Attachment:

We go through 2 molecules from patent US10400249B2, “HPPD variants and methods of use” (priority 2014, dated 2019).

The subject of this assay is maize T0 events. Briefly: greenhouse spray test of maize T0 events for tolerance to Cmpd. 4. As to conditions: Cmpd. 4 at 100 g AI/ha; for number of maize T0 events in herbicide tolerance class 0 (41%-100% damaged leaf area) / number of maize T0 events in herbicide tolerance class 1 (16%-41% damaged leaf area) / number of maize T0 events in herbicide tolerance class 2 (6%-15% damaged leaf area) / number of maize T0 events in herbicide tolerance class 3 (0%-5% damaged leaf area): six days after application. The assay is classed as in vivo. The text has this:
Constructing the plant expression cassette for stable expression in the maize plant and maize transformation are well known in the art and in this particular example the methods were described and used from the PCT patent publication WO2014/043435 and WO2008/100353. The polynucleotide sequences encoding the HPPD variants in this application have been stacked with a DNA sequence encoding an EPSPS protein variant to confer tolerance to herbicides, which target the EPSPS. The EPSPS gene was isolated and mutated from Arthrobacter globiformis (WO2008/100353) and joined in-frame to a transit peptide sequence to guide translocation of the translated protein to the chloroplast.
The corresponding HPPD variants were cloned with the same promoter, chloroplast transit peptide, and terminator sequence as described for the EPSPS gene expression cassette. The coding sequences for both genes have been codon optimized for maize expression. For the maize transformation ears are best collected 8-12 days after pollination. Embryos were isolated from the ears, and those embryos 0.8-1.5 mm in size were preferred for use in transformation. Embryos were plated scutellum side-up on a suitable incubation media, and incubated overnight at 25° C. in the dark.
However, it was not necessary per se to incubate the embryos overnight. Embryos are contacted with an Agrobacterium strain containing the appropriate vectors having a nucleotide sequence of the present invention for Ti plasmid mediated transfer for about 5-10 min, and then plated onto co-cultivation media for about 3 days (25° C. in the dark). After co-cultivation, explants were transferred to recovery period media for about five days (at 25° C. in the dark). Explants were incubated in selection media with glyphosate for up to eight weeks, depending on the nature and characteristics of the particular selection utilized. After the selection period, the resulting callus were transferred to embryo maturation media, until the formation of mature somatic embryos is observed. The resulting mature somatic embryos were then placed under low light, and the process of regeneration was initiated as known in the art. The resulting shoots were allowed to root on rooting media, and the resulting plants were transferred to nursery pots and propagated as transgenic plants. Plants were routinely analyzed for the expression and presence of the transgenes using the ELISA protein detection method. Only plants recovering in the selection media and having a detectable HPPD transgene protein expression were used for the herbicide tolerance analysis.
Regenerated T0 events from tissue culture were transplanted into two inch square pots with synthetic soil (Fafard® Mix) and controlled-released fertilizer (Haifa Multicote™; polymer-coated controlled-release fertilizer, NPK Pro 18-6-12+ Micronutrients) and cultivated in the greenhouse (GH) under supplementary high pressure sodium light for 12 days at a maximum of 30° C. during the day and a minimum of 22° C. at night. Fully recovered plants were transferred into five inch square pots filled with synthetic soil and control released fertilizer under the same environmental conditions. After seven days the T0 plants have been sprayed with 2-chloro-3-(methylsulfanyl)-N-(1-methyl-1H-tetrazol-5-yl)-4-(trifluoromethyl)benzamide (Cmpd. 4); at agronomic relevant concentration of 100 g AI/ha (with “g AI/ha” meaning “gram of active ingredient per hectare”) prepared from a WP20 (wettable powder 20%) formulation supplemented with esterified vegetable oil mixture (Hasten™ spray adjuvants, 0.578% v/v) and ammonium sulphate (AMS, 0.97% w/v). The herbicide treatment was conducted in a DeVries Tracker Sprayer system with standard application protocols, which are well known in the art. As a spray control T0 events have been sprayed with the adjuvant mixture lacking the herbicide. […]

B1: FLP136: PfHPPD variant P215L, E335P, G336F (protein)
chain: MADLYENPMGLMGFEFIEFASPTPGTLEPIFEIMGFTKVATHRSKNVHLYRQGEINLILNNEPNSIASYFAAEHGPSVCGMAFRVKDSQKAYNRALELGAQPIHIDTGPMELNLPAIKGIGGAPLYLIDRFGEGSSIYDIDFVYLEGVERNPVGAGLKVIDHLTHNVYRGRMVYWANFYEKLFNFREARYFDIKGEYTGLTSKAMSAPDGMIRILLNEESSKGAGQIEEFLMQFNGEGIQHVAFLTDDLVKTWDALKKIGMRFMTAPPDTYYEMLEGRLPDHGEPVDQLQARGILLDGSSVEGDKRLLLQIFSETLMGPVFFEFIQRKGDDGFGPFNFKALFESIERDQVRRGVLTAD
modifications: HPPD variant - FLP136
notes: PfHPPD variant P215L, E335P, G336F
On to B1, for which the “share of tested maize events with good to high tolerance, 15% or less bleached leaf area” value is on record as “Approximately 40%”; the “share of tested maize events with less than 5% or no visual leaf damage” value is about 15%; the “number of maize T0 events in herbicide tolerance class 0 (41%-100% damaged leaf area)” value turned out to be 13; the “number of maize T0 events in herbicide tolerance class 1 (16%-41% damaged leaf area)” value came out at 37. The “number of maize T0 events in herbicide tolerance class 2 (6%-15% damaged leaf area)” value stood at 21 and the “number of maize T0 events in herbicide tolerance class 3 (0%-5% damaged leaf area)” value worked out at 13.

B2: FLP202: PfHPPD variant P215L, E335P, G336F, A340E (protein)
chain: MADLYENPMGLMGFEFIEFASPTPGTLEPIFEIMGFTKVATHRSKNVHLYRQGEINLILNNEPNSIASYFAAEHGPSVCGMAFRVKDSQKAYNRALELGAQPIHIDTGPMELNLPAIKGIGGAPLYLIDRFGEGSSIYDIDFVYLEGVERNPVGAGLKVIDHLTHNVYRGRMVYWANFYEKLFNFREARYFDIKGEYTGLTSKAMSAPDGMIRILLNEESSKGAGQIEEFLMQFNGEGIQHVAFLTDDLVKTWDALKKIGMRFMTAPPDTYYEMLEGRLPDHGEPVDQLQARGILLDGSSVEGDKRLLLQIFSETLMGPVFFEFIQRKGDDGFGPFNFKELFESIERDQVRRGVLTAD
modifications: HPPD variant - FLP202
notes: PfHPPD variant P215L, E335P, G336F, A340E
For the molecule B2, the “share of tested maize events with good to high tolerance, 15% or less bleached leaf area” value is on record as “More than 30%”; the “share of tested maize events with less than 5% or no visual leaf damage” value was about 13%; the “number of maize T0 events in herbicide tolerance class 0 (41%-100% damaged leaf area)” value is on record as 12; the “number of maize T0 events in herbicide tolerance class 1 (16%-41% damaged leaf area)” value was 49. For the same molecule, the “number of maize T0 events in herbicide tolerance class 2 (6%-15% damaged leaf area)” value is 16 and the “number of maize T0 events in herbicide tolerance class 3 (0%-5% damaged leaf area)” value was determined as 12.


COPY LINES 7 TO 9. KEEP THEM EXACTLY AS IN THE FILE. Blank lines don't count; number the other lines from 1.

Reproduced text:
B1: FLP136: PfHPPD variant P215L, E335P, G336F (protein)
chain: MADLYENPMGLMGFEFIEFASPTPGTLEPIFEIMGFTKVATHRSKNVHLYRQGEINLILNNEPNSIASYFAAEHGPSVCGMAFRVKDSQKAYNRALELGAQPIHIDTGPMELNLPAIKGIGGAPLYLIDRFGEGSSIYDIDFVYLEGVERNPVGAGLKVIDHLTHNVYRGRMVYWANFYEKLFNFREARYFDIKGEYTGLTSKAMSAPDGMIRILLNEESSKGAGQIEEFLMQFNGEGIQHVAFLTDDLVKTWDALKKIGMRFMTAPPDTYYEMLEGRLPDHGEPVDQLQARGILLDGSSVEGDKRLLLQIFSETLMGPVFFEFIQRKGDDGFGPFNFKALFESIERDQVRRGVLTAD
modifications: HPPD variant - FLP136